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Striking a Balance: Small-City Clerks Create Boundaries Around Work, Personal Lives

By Andrew Tellijohn

When floodwaters hit Stockton in 2007, City Clerk-Treasurer Beth Winchester worked 16-hour days for about a month straight to make sure residents’ needs were met and questions were answered. She was taking so many calls and visits that she lost track of making sure her own needs were met.

“People were stopping at my house, because I was flooded as well,” Winchester says. But she also spent many hours away from her flooded home to help others through the crisis. “I had a lot of family help. I honestly have no clue what they tossed out because I wasn’t there.” While she wanted to help everybody else in town, she realized she needed to carve out some time to take care of her own home as well.

Balancing home and workIt was a watershed moment for Winchester, who until that time had been willing to take calls and answer questions at pretty much all hours. She started creating some boundaries around when she was available to deal with work situations and when she was on personal time.

It’s a balancing act faced by city officials statewide, but particularly in small cities, where the staff often wear multiple hats, and all the residents know each other.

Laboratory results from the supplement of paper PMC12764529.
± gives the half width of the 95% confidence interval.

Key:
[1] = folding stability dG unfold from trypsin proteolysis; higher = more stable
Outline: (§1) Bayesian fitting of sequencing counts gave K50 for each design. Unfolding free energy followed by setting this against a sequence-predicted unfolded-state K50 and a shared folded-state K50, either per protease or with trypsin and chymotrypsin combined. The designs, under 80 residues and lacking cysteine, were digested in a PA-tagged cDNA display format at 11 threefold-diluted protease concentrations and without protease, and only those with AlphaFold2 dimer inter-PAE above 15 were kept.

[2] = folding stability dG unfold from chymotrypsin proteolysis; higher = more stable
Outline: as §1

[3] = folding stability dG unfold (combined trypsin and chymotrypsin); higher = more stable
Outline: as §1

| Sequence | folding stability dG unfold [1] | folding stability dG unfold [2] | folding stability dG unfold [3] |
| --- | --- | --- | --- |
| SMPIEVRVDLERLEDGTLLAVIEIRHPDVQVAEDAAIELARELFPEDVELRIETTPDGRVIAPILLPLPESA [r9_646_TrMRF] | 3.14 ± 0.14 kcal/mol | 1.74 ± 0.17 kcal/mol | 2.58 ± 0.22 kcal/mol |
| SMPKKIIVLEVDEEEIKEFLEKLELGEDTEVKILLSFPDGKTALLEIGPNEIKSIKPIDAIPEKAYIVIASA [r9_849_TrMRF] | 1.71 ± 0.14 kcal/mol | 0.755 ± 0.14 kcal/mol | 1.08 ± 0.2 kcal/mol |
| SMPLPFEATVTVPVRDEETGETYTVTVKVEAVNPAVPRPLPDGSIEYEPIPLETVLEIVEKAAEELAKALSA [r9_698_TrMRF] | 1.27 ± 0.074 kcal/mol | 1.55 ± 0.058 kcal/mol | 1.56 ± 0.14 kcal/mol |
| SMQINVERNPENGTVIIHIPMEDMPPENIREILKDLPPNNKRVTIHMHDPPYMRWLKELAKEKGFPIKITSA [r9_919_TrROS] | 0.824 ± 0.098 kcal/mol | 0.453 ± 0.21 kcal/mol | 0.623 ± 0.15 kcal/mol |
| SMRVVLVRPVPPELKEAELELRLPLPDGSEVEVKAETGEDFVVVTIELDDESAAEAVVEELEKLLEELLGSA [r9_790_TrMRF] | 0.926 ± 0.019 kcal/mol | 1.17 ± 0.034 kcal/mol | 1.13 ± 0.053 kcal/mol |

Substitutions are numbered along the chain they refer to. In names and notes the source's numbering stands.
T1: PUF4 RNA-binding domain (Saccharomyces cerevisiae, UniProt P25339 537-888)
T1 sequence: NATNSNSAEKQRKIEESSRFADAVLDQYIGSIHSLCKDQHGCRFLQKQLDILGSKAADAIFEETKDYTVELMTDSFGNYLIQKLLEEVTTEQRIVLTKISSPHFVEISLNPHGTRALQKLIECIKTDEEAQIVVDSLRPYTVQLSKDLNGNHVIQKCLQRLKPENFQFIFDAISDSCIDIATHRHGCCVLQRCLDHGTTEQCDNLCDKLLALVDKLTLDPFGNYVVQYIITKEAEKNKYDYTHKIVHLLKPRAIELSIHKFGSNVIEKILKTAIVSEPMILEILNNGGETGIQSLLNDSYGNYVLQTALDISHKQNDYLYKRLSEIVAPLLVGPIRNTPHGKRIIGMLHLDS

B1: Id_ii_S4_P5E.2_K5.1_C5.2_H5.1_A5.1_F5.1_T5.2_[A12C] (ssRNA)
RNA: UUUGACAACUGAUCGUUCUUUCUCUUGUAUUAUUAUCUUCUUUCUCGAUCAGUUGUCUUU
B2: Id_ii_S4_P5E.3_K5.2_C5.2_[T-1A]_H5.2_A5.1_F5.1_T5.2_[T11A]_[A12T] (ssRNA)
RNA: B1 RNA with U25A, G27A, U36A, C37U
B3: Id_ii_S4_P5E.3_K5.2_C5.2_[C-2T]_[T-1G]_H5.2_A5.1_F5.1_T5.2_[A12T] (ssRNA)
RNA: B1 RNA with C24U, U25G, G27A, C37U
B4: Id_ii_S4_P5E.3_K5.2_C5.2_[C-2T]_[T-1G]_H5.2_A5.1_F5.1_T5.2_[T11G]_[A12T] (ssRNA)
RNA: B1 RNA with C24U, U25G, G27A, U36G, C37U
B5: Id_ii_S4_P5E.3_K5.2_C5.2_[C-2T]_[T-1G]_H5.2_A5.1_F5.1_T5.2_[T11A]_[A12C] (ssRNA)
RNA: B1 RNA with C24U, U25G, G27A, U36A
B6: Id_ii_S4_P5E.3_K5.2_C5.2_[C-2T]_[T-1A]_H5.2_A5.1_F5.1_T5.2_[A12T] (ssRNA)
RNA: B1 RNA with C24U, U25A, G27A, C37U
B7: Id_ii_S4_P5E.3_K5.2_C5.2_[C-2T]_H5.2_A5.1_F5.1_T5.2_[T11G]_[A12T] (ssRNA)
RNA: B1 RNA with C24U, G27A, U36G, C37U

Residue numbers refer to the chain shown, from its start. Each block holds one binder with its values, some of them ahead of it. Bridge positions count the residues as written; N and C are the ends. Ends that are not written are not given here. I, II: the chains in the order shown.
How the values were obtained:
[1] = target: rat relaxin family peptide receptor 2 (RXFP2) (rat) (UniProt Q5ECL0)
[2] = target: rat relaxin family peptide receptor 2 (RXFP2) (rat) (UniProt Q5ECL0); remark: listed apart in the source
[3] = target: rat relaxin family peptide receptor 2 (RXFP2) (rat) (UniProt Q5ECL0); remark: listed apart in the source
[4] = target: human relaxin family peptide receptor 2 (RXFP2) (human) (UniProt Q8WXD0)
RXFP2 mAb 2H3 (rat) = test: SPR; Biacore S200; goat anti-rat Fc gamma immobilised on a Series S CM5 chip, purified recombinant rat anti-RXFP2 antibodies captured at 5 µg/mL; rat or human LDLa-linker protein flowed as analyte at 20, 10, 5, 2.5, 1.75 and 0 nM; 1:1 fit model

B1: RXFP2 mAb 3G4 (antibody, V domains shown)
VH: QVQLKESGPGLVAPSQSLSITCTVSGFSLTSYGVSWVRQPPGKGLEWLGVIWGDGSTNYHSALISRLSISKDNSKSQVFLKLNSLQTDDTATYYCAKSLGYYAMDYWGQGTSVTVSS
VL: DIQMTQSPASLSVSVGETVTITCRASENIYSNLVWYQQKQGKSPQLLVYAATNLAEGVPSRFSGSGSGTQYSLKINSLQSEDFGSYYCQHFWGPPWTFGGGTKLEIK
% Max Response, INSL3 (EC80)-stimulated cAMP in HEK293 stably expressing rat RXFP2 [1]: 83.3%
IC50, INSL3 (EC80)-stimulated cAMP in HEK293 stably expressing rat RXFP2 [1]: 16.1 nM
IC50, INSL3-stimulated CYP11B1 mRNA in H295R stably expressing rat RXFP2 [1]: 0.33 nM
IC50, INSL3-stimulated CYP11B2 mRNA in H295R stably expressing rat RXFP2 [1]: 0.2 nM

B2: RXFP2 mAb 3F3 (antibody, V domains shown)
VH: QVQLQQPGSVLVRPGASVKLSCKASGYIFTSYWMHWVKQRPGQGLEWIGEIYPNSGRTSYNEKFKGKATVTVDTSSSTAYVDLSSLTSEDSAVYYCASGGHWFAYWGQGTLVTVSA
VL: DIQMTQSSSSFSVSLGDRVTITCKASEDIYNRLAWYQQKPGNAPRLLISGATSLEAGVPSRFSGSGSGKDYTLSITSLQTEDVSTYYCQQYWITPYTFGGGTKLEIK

Winchester — who has been clerk in the city of about 700 since 2001 — now screens her calls after hours and avoids taking work calls on the weekend. While she loves the job because every day is different, she says it’s important to strike a balance between work and personal life to avoid burnout.

“You do have to kind of take a step back,” says Winchester. “It is a job.”

Working with councils

In small towns, city employees know they have to be on call for emergencies, ranging from water main breaks to power outages and other significant incidents. But several say they try to funnel routine issues into business hours.

Following the flood in Stockton, the city started using a complaint form. Until that is filled out, Winchester says, work won’t start on a solution.

City council members and mayors typically respect the boundaries, she says. In fact, Winchester and other small-city clerks tell their new elected officials that they, too, should figure out their willingness for doing city work during off hours.

Tina Rennemo, city clerk-treasurer in Baudette (population 1,069), has long set limits on when she’s available to the public, and she has published that advice for other city staff and elected officials.

“One of the things in the handbook I share is you have to decide what kind of a volunteer you want to be,” she says. “If you want to be wide open at all times of the day, wherever you are, then you have to stand by that, because they’ll follow whatever precedent you set. If you want to be able to go out on an evening with your family and not be approached, you have to set those parameters early on.”

It takes discipline

Rennemo, who’s been the Baudette clerk for 28 years, acknowledges that since people can now answer emails from their phone, that often blurs the lines between work and personal life, as does the COVID-19 pandemic requiring some to work from home. For herself, she’s determined to be disciplined and keep work time, as much as possible, limited to work hours.